DHS: 7-Day Average Of Daily COVID-19 Cases Is Second-Highest Since Pandemic Began

7-Day Average Test Positivity Rate Continues To Climb In Wisconsin

A man uses a phone to enter information for COVID-19 testing
A member of the Wisconsin National Guard gets information from someone waiting to receive a COVID-19 test Thursday, Nov. 12, 2020, at Blackhawk Technical College in Janesville. Angela Major/WPR

New reports of COVID-19 cases continue to rise in Wisconsin, based on the latest data published by the state Department of Health Services.

DHS reported 4,389 new cases of the disease Monday, bringing the average for the past seven days to 6,426 daily cases, the second highest recorded since the start of the pandemic. The highest seven day average of new daily cases was 6,442, and was recorded just three days ago Friday.

It’s typical for DHS to report lower numbers of COVID-19 cases on Mondays.

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There were 12 new deaths from COVID-19 reported Monday. On Monday, 7,909 tested negative.

According to DHS, 36.4 percent of people who got tested for COVID-19 over the past week were positive for the disease. That rate has been holding steady over the last few days, but has climbed rapidly since early September.

The positivity rate is often read by public health officials as a measure of overall testing levels. A high rate could indicate that testing in the state is limited, and skewed toward those already flagged as potentially having COVID-19. A lower rate could indicate testing is more widespread. Changes in the test positivity rate can also speak to COVID-19’s spread, if the size and makeup of the testing pool stays consistent.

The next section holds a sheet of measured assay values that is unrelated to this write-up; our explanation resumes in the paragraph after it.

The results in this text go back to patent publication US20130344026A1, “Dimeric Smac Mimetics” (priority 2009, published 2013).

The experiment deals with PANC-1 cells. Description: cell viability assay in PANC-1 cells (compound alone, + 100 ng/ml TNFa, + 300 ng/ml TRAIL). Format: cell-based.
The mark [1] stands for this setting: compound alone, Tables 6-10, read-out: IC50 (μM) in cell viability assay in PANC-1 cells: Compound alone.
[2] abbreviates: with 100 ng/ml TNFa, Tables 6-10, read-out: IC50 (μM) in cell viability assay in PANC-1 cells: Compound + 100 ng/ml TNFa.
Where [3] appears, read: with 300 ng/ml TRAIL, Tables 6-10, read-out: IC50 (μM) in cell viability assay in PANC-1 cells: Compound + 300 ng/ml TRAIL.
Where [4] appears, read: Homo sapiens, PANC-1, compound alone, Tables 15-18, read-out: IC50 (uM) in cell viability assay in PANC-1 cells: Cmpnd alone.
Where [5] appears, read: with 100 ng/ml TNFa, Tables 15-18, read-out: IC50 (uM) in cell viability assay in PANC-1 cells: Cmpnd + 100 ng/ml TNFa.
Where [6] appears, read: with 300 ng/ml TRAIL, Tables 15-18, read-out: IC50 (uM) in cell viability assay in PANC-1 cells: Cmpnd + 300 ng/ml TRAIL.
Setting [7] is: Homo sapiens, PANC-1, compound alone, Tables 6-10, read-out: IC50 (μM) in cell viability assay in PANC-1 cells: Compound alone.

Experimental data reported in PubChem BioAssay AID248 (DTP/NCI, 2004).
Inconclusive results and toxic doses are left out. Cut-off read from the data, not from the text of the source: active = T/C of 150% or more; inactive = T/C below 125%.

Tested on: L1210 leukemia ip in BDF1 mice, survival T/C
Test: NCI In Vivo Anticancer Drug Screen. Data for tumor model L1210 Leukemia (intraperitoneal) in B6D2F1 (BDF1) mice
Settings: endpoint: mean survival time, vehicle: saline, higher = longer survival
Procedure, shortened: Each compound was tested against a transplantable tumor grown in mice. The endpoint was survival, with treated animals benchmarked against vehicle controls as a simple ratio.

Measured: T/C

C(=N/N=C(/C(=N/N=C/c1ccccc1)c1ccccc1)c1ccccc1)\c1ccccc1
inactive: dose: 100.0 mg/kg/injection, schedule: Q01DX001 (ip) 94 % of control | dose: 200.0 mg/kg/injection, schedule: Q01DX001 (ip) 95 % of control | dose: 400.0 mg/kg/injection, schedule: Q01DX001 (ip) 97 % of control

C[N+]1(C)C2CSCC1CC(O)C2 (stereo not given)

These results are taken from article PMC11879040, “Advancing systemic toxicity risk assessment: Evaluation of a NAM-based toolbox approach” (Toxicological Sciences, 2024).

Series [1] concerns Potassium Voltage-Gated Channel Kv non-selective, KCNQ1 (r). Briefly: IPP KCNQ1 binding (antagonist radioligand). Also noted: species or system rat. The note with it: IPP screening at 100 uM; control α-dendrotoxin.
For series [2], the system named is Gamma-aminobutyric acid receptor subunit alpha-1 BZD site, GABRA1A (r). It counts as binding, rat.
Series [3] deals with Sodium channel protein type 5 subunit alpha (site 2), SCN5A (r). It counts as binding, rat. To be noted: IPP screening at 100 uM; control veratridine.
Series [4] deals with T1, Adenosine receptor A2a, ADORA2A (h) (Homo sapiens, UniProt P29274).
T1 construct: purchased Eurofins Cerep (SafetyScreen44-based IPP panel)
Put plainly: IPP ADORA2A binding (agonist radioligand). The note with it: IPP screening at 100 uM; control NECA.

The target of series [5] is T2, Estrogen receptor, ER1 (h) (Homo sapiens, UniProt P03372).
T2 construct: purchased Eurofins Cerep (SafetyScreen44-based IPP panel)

On Sept. 30, DHS also introduced an alternative positivity rate, one that measures the percentage of tests that are positive, instead of the percentage of people who get a positive result. The new metric takes into account people who have been tested multiple times. The seven-day average for that number is at 17.9 percent.

According to the Wisconsin Hospital Association, there were 178 COVID-19 patients hospitalized as of Monday. A total of 14,499 people have been hospitalized because of the disease, or 4.6 percent of all positive cases.

The latest figures bring the overall total of positive cases in Wisconsin to 316,758, according to DHS. A total of 2,649 people in Wisconsin have died from COVID-19.

COVID-19 activity varies from county to county. Last week, DHS revised its categories for severity to include a “critically high level,” which the agency said is three times higher than “very high,” the former top level. DHS showed 65 counties had a “critically high level” of COVID-19 activity, and the rest had a ” very high” level of activity. Wisconsin overall had a “critically high” level of activity.

COVID-19 activity designations are based on the number of new cases per a county’s population over a 14-day period, as well as whether there’s an upward or downward trend in new cases.

As of Wednesday, the north-central region of the state had the most new cases per capita over the previous two weeks, while the northwest region saw cases rise most rapidly.

Wisconsin’s daily testing capacity — based on the availability of test supplies and adequate staffing — has grown from 120 available lab tests in early March to 59,234 as of Monday. The number of actual people with new test results reported Monday was 12,298.

A total of 2,325,906 people have been tested over the course of the pandemic. Of those, 2,009,148 have tested negative.